It also plays with the subclass mechanic, replacing it with Archetypes. These are functionally subclasses, but operate independently of the base classes, letting you mix and match the two in unique ways to better create more nuanced characters. A Shepherd (Criminal) could be some kind of political agitator or rabble-rouser. A Soldier (Adept) could be a former military agent who stumbled across dark secrets of the occult whilst deployed abroad. A Scion (Gunslinger) could be akin to a Deadlands hexslinger; somebody whose "day job" revolves around their use of the gun, but who isn't afraid to mix magic into their gunplay. More ordinary combinations, such as Scion(Adept) who is really good at casting (for the setting anyway), are also options. There are 16 Archetypes in Masque 5e:
- Adept: A secretive spellcaster and keeper of ancient arcane lore
- Artifact Hunter: An acquirer of rare antiquities
- Charlatan: A con artist or stage magician who might blunder into true magic
- Criminal: A rogue with a talent for thriving outside of the law
- Expert: A scholar, tradesperson, or other specialist with highly-valued skills
- Gunslinger: A master of firearms, ranged combat, and trick shots
- Laborer: A steadfast worker able to tackle challenges few others could endure
- Medium: A seer who views the hidden world beneath reality, whether they like it or not
- Mystic: A metaphysical visionary who opens their mind to transcendent perceptions
- Outrider: A scout or explorer accustomed to life on the frontier
- Parson: A cleric or layperson representing a religious institution
- Pugilist: A practitioner of advanced unarmed combat techniques
- Slayer: A relentless hunter devoted to destroying monsters at all costs
- Socialite: An influential sophisticate skilled at leveraging social privilege
- Spy: A covert agent of espionage with specialized skills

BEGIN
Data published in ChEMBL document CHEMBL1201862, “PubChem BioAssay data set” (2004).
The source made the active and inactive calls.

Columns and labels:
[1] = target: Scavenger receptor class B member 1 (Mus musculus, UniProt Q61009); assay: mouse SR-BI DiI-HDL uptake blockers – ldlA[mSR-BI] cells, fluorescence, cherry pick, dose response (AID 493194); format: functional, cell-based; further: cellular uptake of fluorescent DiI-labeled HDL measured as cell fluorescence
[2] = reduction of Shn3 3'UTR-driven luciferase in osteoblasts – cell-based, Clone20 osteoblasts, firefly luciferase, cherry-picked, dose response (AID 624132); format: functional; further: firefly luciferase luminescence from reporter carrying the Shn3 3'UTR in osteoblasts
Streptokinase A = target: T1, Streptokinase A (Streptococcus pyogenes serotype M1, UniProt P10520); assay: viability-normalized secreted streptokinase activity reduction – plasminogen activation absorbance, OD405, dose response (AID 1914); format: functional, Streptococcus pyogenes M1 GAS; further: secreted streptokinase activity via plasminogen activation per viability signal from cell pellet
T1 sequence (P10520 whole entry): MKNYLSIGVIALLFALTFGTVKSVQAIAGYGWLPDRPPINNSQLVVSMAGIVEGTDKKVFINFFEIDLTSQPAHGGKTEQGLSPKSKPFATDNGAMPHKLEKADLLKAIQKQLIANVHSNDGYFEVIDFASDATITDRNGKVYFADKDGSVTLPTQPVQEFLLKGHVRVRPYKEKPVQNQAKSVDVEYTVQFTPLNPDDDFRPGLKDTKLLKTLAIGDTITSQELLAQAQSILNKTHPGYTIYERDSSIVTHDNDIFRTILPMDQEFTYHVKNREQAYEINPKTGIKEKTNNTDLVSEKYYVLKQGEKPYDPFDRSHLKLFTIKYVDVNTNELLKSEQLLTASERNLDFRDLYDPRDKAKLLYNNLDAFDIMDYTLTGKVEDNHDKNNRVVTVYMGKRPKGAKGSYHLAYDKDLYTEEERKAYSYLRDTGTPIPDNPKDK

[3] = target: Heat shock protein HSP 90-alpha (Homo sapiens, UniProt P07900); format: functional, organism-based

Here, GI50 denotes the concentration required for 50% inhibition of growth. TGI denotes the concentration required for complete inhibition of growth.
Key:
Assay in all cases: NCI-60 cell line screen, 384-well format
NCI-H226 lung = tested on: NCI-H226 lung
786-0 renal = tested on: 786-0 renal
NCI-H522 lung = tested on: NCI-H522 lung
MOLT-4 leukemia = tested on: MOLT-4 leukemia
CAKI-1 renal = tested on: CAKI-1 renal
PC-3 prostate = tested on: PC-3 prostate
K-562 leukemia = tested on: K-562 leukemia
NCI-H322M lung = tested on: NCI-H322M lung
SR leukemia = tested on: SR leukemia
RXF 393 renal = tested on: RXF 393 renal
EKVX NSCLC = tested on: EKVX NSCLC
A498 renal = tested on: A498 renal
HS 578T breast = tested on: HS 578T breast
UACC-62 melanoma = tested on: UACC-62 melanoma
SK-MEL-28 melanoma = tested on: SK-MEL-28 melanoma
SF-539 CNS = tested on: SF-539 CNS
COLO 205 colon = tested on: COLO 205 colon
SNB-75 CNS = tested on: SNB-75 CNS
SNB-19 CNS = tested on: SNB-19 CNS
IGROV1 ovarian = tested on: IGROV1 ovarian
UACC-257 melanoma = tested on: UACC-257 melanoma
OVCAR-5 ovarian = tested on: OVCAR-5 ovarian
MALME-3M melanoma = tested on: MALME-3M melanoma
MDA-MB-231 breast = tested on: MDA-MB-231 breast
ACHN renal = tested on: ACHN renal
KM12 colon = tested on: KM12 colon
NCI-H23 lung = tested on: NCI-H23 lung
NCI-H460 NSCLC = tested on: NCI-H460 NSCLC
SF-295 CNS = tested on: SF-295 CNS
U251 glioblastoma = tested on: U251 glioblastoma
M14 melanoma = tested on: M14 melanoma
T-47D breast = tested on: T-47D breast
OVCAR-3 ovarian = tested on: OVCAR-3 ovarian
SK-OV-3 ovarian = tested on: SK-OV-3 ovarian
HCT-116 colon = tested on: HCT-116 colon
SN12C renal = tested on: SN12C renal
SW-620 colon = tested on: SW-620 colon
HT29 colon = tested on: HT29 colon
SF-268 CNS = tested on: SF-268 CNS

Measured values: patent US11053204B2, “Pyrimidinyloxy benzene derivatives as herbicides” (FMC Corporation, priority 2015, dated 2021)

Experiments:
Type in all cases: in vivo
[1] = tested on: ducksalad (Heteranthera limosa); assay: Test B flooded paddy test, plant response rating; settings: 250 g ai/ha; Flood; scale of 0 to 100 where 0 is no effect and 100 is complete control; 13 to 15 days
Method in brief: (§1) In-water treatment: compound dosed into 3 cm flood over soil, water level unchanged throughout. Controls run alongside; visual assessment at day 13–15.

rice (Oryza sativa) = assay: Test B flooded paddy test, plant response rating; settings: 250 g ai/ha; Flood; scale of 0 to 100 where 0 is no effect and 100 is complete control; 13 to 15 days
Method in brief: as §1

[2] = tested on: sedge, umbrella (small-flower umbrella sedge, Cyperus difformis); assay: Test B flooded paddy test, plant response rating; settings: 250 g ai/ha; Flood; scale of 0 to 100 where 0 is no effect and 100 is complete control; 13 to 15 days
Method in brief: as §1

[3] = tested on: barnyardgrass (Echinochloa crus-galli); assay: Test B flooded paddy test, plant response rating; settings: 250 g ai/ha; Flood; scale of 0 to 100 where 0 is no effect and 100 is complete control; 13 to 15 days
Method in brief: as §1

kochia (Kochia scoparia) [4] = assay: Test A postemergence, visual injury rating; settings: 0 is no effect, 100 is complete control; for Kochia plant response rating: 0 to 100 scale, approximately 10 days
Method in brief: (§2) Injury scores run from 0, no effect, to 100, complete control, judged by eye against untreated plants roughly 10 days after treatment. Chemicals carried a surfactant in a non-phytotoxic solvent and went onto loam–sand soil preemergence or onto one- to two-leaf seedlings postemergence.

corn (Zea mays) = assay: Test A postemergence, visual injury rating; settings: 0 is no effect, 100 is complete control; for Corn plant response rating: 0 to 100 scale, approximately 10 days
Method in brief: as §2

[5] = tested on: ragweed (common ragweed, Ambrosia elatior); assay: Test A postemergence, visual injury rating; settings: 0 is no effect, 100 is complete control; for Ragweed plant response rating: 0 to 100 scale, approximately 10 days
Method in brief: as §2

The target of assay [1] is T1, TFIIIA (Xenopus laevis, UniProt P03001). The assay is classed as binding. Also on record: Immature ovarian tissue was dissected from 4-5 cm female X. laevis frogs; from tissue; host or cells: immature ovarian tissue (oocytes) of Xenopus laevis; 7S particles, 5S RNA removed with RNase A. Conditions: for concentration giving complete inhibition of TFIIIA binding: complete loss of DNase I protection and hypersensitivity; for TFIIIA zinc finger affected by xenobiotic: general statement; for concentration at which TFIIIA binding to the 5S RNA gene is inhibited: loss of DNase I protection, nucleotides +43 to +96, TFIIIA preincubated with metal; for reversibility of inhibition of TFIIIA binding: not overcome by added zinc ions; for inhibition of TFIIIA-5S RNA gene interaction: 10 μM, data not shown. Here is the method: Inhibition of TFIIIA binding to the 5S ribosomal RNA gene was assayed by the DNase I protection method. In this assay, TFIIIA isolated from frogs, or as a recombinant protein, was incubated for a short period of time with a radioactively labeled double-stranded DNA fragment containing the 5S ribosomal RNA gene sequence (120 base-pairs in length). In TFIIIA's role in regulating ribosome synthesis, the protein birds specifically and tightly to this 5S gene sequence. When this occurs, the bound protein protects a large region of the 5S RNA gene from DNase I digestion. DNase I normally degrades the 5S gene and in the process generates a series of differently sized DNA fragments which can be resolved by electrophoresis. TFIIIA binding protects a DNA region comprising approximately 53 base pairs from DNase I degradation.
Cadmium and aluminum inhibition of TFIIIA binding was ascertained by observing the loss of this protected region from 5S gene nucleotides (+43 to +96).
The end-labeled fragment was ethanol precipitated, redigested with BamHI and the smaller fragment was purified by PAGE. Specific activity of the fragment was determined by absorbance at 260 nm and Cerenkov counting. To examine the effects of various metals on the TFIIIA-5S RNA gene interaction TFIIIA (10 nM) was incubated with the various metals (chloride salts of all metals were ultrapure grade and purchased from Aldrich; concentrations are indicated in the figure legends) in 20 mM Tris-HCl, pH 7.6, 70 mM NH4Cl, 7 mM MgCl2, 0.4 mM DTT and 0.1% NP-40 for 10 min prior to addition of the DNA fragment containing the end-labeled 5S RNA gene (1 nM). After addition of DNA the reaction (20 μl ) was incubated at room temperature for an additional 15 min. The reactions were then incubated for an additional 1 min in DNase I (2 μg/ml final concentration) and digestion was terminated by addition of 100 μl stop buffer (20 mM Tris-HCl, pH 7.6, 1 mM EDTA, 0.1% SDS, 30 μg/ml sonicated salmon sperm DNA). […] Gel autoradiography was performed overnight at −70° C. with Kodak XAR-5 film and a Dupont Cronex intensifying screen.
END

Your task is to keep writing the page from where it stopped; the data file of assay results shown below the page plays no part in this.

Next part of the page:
- Tactician: A master of the battlefield, adept at gaining the upper-hand against enemies.
The Curse of the Red Death
As everybody knows, magic in Dungeons & Dragons has long been an obstacle to DMs wanting to run intrigue or socialization-heavy adventures, never mind campaigns. Ravenloft came up with a number of rules tweaks to try and force magic into playing nicer, and Masque of the Red Death follows in its footsteps. In all versions, the same basic restrictions on spells from Ravenloft - planar travel doesn't work, divination doesn't work, etc - are reused and casting times are increased to a round per spell level if they weren't already higher.
In AD&D, because Gothic Earth is a "low magic" world, spellcasting requires a skill proficiency check; Spellcraft for Adepts, Spiritcraft for Mystics, with the addition of a -1/spell level penalty unless you spent an extra point to become proficient in that spell's school, and casting time is also elongated compared to standard worlds. Additionally, every time you cast a spell, you need to make a Powers Check for doing so, with a failure percent chance equal to the spell's level (double that for Necromancy spells) - plus, if you roll a natural 20 when making your spellcasting skill check, the spell goes haywire in some way.
In 3e, the same basic system applies, just with a few tweaks based on the changes to the underlying mechanics - spellcasting requires Knowledge (Forbidden Lore) checks to pull off and spells go haywire on a natural 1, for example. Since 1st level spells could still be cast in a reasonable time, spells like Magic Weapon, Protection From Evil, Cure Light Wounds remained extremely valuable and often mandatory.
The 5e version finally tones this down. All 1st level or higher spells that aren't cast as Rituals warrant a Powers Check, with Evocation and Necromancy spells imposing Disadvantage on the check. That's the downside. On the upside, that's the only hassle you have to deal with. The other major changes to spellcasting are that ritual spells can be performed by just about anyone, provided that they have a reference material for the ritual and can pass the Arcana skill check, and that spellcasters can also choose to "slow cast" their spells, deliberately lengthening them out and having to make the Arcana check in exchange for not having to spend the normal tally of Resolve Points - this version of the game uses a sort of mana system to cover spellcasting.
- Dragon #215 - Donning a New Masque - new kits
- Dragon #236 - Mystics, Miracles and Meditations - new kits
- Dragon #240 - Mysterious Cities - brief blurbs about eleven cities, with both mundane and mystical goings-on
- Dragon #245 - Seeds of Evil - more history about Gothic Earth and a new monster
- Dragon Annual #2 - Villains of Gothic Earth - eight unique villains, each based off a specific classic D&D monster.
- Dungeon #61 - Jigsaw - a flesh golem runs amok in Switzerland
- Dungeon #67 - Fall's Run - the players encounter the occult when their train is forced to stop for the night in Fall's Run
- Dungeon #71 - Dark Magic in New Orleans - a murder mystery with Marie Laveau